Meet the two RHA presidential slates

Slates will focus on issues concerning students in the residence halls, such as mental health and inclusion.

Two slates will participate in the 2016 Residence Halls Association presidential race. The RHA president and vice president will lead operations for students in 24 residence halls.

RHA has a role in deciding the names of upcoming residence halls to suggesting changes to the ROAR and laundry systems on campus. In addition to taking on these responsibilities, each slate plans to tackle issues relevant to all residents, such as inclusivity and mental health.

The official RHA debate was held Feb. 28. Voting begins at 10 a.m. March 2 and closes at 10 a.m. March 4. Results will be given during the annual RHA banquet March 4.

Emily Aiken

Freshman Emily Aiken is running for RHA president under the campaign Live Together, Grow Together with a platform that focuses on sustainability and outreach programs that will create a campus that “works together, lives together and grows together.”

Aiken originally planned to run as vice president with RHA Justice Kyle Roberts. However, after he dropped out of the race and changes were made to RHA legislation that affect election rules, Aiken decided to run by herself, and will be able to appoint a vice president if elected.

As president, Aiken aims to partner with a program within the Multicultural Center called Community 360, which promotes an understanding of the dynamics of privilege and power as well as develops students’ leadership potential.

“I think that fit right in with what I want to do in RHA,” Aiken said. “I would really want to focus on working more closely with organizations like MSA and LBC, the Multicultural Center, the Women’s Center and Wellness (Resource Center), because we all represent people at Mizzou whether it be to a larger or smaller degree. I think it’s important that we start working more closely together in order to get things done.”

Events such as the Concerned Student 1950 protests and the resignations of the Missouri Students Association’s president- and vice president-elect changed the campus climate, but it also changed the role of student leaders, Aiken said.

“I think a lot of people have been doing more to end those problems,” Aiken said. “There are a lot more people who speak up now, which is good. We’re student leaders, so we should speak up.”

Her platform has stayed consistent since deciding to run by herself.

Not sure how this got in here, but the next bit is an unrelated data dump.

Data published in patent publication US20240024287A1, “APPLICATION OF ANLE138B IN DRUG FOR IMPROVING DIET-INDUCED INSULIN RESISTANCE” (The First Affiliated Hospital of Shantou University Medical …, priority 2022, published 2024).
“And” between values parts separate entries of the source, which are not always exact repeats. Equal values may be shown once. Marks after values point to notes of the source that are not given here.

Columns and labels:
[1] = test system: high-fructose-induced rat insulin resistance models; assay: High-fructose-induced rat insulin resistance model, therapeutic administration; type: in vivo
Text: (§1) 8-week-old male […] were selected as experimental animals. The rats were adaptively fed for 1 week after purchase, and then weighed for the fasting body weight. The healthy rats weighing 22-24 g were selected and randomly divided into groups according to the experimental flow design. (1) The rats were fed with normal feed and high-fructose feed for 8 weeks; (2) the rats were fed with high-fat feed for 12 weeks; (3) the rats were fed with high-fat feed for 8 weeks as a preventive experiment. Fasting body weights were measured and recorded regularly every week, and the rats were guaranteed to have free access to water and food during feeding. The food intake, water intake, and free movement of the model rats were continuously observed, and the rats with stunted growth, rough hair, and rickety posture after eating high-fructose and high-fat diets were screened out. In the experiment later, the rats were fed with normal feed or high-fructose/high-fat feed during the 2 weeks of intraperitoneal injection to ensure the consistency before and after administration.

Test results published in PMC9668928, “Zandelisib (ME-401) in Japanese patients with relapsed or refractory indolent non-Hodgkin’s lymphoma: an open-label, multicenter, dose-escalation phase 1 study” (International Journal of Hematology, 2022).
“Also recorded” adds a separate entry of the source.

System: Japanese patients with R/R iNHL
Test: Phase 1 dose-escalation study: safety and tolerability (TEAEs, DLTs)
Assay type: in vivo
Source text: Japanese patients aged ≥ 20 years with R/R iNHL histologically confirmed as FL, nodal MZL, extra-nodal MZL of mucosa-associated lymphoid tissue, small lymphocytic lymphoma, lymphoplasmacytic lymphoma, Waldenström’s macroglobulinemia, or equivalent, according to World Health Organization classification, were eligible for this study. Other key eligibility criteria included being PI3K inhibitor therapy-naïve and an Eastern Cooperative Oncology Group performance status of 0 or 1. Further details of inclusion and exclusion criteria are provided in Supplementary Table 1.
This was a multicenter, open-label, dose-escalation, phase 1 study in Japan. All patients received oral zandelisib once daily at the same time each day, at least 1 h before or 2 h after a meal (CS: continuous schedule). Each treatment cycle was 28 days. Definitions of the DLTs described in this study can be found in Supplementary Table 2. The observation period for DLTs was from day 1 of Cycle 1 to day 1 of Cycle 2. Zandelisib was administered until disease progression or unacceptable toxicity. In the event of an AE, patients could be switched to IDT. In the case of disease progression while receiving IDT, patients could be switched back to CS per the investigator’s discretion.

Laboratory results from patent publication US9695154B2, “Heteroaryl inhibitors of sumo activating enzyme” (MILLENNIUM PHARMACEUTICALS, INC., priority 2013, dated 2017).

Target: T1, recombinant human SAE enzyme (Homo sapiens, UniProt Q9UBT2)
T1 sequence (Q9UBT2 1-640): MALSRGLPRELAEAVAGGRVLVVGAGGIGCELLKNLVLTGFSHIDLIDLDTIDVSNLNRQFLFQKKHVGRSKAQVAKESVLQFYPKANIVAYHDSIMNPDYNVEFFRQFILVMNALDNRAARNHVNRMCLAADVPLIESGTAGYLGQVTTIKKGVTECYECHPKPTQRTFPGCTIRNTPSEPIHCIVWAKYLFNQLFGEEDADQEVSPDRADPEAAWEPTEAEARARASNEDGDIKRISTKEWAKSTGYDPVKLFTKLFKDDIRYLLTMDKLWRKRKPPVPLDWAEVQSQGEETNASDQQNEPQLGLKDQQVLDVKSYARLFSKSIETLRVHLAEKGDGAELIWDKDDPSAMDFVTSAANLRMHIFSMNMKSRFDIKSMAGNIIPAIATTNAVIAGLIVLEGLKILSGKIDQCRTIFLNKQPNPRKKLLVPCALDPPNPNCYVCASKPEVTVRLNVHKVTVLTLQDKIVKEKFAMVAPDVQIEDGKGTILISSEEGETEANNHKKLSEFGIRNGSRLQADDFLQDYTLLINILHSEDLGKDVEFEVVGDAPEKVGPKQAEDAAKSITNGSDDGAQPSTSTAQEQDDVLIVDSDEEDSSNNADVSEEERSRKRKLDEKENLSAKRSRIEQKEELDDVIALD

“When Kyle and I were running together, we made sure to set goals we both believed were important, and so my platform hasn't changed because all of those matters are still important to me,” Aiken said.

Matt Bourke/Martha Pangborn

Freshmen Matt Bourke and Martha Pangborn launched their campaign Engage Mizzou with four core pillars: involvement, improvement, inclusion and communication.

This platform reflects the slate’s desire to increase communication through programs such as OrgSync, an online program aimed at streamlining communication and operations between campus departments and organizations.

“Communication is so vital for first-year students because if you don’t have a group that is able to communicate what they’re doing, you’re going to have no idea what’s going on,” Bourke said. “With the res halls being primarily first year students, that is so crucial in getting messages across.”

Another focal point of Engage Mizzou is reaching out to smaller communities at who do not feel as involved. Bourke and Pangborn were particularly inspired by an article in the Columbia Missourian that revealed discrimination against Asian students on campus. The issue impacted Pangborn personally, as she lived with an international student from China during the fall semester.

“One of my favorite things in (the platform) is about extending the relationship with our international students,” Pangborn said. “I want everyone to be welcome. We also have in (the platform) having events or something over the long breaks when they can’t go home.”

Bourke currently serves as president of Hatch Hall, which he said prepares him to oversee all residence halls on campus. In addition, Bourke serves as an MSA senator on the Student Affairs Committee. However, after MSA had to hold a special election, Bourke said that it was evident that his place was in RHA.

“What really became clear to me is that there are some student governments on campus, most notably the ones that suffered in this controversy, that are not doing their job right now,” Bourke said. “I think that RHA is really doing its job.”

Pangborn currently serves as the RHA Programming Committee vice chair, but said she is ready to take on a larger role.

“(We) discussed that he doesn’t want a puppy dog vice president, so to say, someone who just stands back and lets the president do everything,” Pangborn said. “He wants me to take on special projects on the side and just have my own hand in this as well.”

During the campaign period and moving forward, Bourke and Pangborn said they will make transparency a large part of the process.

“I think a president, first and foremost, needs to be the most open person,” Bourke said. “If a person doesn’t feel comfortable to talk to the president then you’re not doing your job. You need to hear what those constituents are saying, because if you’re not doing that, then what are you doing?”

Edited by Waverly Colville |

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